When I visited North lake Garda for the first time I immediately fell in love with the magnificence of the place. The lake drammatically ends with mountains rising on either side and if you keep going you will see more mountains, green rolling hills, olive groves and vineyards.
We visited the area by car and we stopped several times to visit producers and farmers who greeted us with copious amounts of wine and food.. Yep I cannot even recall how many glasses of wine and cubes of cheese I had during my staying there!
The Marocche in the area of Dro (a village famous for its plums) is protected as a biotope and there is a path where you can admire the geomorphologic and natural beauty of this special sanctuary. This peculiar lunar dry landscape is characterized by huge rocks and stones which were formed by landslides during the Quarternary glaciations.
In the Marocche there is a point where recently footprints of two dinosaurs left behind 190 million years ago have been found, a herbivore and a carnivore one over 6 meters long.
I spotted many cyclists riding on the main roads in the mountains. North Lake Garda is in fact very popular with people who love all sorts of sport.
We stopped at a small family run farm where they make organic wine.
The row of vines had roses at the beginning of each row. I was there at the perfect time of the year to see them glouriously in full bloom. The view of the vineyard with the mountains in the background looked like the scene of a postcard. I felt good and energized.
The tiny green seeds lovingly protected and supported by the stalks of the vines looked like they were sunbathing, happily enjoying the sunshine. They get ripe, ready to be picked in September after absorbing all the summer’s sunshine and heat. This allows them to become sweet and juicy. Just what you need to make good wine.
September is vendemmia or grape picking time. Suddenly a scene passed my mind: when the whole family gets together in a celebration picking grapes whilst chatting away with the children running around. I remember that happening in my own family when I was a little girl.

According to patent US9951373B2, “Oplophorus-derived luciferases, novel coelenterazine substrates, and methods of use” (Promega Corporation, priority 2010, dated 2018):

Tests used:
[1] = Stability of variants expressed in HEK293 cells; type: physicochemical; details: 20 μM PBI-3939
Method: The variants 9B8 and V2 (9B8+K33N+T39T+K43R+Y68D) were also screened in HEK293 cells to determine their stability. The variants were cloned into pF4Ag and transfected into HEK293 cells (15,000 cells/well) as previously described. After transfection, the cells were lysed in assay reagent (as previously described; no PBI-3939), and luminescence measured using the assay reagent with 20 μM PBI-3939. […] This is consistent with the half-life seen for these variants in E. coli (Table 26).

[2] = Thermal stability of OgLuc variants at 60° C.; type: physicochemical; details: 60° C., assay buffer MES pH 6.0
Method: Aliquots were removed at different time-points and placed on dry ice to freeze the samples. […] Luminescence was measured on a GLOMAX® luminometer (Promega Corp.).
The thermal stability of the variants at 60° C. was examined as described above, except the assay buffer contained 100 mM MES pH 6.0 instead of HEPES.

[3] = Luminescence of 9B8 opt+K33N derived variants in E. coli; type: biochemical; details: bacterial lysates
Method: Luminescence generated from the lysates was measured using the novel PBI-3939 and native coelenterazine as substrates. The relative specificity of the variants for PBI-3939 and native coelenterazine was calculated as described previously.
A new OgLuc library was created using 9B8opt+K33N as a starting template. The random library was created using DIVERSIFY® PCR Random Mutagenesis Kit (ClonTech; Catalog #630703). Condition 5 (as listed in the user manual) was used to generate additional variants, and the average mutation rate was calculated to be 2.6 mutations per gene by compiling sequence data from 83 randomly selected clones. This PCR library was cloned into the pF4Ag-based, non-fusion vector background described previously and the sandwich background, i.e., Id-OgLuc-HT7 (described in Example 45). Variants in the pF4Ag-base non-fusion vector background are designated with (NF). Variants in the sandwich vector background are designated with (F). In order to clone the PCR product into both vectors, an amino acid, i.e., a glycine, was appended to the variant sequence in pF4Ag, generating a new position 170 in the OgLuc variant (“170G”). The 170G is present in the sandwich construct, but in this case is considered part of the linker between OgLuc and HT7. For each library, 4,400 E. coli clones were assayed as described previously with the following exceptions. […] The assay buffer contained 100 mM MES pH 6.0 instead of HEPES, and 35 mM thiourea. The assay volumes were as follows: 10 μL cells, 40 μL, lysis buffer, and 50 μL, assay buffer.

Then I was introduced to Clara and Giuseppe, the owners of the vineyard at Gino Pedrotti. Meeting this family of winemakers was very interesting.
They produce organic biodinamic wine but interestingly enough they do not print “organic wine” on their labels. They feel natural or organic wine is simply their philosophy of life and this is the way wine should always be produced.
Clara explained that when they started organic farming it took a while to get the soil used to produce fruit and vegetables without pesticides. As I mentioned before organic farming requires hard work and above all lots passion.
In 2002 they celebrated 100 years of their business which was started by their grandparents who she said enjoyed the hard work in the fields, for them it was a source of energy and they were very proud of their wine just like their grandchildren are today.
They produce several types of wines like Merlot, Cabernet Frank, Rebo, Chardonnay and Nosiola, the most typical grape of this area. A fresh dry white wine with hints of fresh hazelnut.
But their precious gem, their top wine is Vino Santo a sweet dessert wine which is typical only of Trentino. This is not to be confused with Vin Santo from Tuscany.
This wine, from the Nosiola grape, is produced as per family tradition at Easter time during the Holy Week (Santo means holy in Italian).
The grapes are placed on racks to slowly dry until the Holy Week then they are pressed and left to ferment. Fermentation is a very slow process and it naturally stops before all the sugar is transformed into alcohol. At this point starts a long ageing process that also leads to a natural clarification.
Vino santo has a yellow-bronze colour with an intense, complex and elegant flavour with hints of ripe fruit and honey. It is harmoniously sweet, fresh and it leaves you with a persistent pleasant taste in your mouth.
Vino Santo is fermented for 2-3 weeks and it stays for 2 years in a tank and for 5 years in a barrel but sometimes even longer. They say this is a wine “to be forgotten”: a Vino Santo that has been bottled well will last for a long time and its taste can be very gratifying.
For 100 Kg of grapes you get 18 Liters of Vino Santo so it is not very much but hey, in Italy there is a saying: “Il buon vino sta nella botte piccola” The small barrel preserves the best wine.” or as we would say: “Good things come in small packages”.